Friday, May 1, 2015

Why I love the Post Office, by Susan Oleksiw

Anyone who writes for a living, no matter how meager, knows well how quiet this life can be most of the time, and not all interruptions are good ones. When the mailman arrives in the early morning, he brings excitement. The dog leaps up barking madly. My husband calls out, What's all that? What happened? I rush to the door and collect the mail, which is usually nothing more than a flyer for a new pizzeria in town. The mailman used to bring letters from friends living on the other side of the country, or invitations to a wedding or a party. The mail used to bring connections to the larger world. But now we have email. Today the mail delivery brings hubbub, so if I want a real connection with the world, I go to the post office.

This week I went to the post office twice. Yesterday I mailed off a ms to a small press, in hopes they'd be interested in something different from my usual book. Before I could leave the small building, which is barely the size of a one-room house, a former colleague arrived. We hadn't seen each other in almost two years, when we both left the field of social services to do other things. We fell to chatting about our current lives. He wrote and now leads tours titled Scary Stories of Salem. And if you think he's wasting his time and should get a real job, let me tell you that his tours for only one month brought in almost as much as he made in a year, with a full-time job. Salem is full of tourists.

Ken and I talked about his tour and by the time he was finished I was full of ideas. Why not develop a tour about writers in Salem? After all, Margaret Press writes police procedurals set in Salem, and Brunonia Barry writes a paranormal mystery series set there. The idea has legs, as they say. I left the post office looking forward to an invitation to take Ken's new tour later in the year.

Today I headed off to the post office to mail a package and an envelope. Only two people work at my post office, which is so tiny that it closes for lunch every day because there are no screens on the business window. But in exchange, we get great service.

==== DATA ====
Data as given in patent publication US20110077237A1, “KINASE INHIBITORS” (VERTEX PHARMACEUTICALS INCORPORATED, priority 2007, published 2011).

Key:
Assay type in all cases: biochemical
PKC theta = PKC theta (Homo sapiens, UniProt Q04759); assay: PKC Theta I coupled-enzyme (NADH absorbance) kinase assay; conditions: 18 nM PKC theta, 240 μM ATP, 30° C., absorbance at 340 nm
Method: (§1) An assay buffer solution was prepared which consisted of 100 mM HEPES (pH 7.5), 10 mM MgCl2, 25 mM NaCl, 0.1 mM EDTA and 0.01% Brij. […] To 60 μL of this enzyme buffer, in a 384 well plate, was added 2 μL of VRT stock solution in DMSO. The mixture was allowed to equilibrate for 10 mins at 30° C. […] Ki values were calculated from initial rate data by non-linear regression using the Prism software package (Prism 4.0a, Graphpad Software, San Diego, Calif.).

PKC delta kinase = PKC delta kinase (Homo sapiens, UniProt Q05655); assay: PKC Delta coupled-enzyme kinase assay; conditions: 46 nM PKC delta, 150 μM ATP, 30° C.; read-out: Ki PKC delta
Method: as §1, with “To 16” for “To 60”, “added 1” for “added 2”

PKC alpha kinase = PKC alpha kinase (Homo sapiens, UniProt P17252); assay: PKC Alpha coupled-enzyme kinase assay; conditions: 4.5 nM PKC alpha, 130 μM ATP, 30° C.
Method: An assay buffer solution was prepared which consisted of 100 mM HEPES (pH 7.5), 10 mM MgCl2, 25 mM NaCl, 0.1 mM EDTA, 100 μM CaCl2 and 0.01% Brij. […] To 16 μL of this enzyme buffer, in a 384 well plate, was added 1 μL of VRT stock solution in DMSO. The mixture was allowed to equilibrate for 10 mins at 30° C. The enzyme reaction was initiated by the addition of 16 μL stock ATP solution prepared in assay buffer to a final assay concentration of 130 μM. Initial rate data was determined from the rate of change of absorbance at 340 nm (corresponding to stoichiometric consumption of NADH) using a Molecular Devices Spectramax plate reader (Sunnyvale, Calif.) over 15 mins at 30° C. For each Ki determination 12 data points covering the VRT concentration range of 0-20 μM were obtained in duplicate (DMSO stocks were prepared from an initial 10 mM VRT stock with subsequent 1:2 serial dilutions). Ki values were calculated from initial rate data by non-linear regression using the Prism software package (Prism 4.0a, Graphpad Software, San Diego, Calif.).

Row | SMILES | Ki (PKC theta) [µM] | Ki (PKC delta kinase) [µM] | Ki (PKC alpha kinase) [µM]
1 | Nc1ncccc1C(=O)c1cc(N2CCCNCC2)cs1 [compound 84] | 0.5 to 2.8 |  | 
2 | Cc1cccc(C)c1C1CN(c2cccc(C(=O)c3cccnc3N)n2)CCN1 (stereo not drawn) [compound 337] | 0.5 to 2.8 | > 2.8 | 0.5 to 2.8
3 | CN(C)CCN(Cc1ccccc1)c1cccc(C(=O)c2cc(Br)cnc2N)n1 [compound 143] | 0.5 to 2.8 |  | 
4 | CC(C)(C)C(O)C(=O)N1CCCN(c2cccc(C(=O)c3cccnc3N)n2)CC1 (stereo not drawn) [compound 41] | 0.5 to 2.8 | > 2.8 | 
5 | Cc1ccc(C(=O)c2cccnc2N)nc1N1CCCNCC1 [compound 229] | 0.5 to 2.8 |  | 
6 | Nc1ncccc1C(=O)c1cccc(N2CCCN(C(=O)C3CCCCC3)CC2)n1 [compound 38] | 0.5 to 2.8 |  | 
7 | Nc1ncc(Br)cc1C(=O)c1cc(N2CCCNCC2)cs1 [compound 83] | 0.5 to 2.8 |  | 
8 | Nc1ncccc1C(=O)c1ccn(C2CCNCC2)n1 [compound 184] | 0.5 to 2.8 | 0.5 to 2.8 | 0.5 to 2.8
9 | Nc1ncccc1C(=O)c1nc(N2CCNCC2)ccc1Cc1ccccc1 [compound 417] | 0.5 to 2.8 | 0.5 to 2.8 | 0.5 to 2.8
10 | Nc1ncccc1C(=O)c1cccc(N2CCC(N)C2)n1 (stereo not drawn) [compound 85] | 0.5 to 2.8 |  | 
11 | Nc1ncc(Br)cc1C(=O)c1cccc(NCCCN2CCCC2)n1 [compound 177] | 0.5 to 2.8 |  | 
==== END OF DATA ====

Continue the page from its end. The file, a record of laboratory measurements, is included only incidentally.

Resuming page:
Today I went with the wrong size box, and the agent helped me figure out what I needed and how it should be done. I don't mind being stupid in my post office. The package contained the manuscript of a new Anita Ray that was going to a beta reader outside Seattle. She doesn't like reading on her computer, so I send paper.

While I was transferring the unbound ms from one parcel to another, another patron asked if it was a ms. Do I write? Well, yes, I do. And, well, so does he. The author of numerous children's books, John Kelly teaches creative arts at Endicott College. We commiserated over the many changes in publishing over the years and the new courses being offered at the college.

I had come to the post office to mail a manila envelope. This was my most important task for the day, perhaps the year. This contained my new contract with Five Star/Gale, Cengage Learning for the fourth Anita Ray mystery. I had negotiated a couple of changes that delighted me, and I was eager to get on to the next step. Off the envelope went.

And because I am a writer, after each encounter I could feel a little something brewing, a fiction made by sifting the anecdotes and phrases of recent encounters, and pulling out a couple of gems that could be worked into a story.

The postmistress and I feel exactly the same about winter and spring and various other aspects of nature. As we congratulated each other on surviving the winter, she showed me a photo taken on her phone of a red-tailed hawk that had been tracking a squirrel on her roof. The squirrel got away, but she got a great shot of the hawk perched on the edge of the roof staring down into the gutter looking for the squirrel.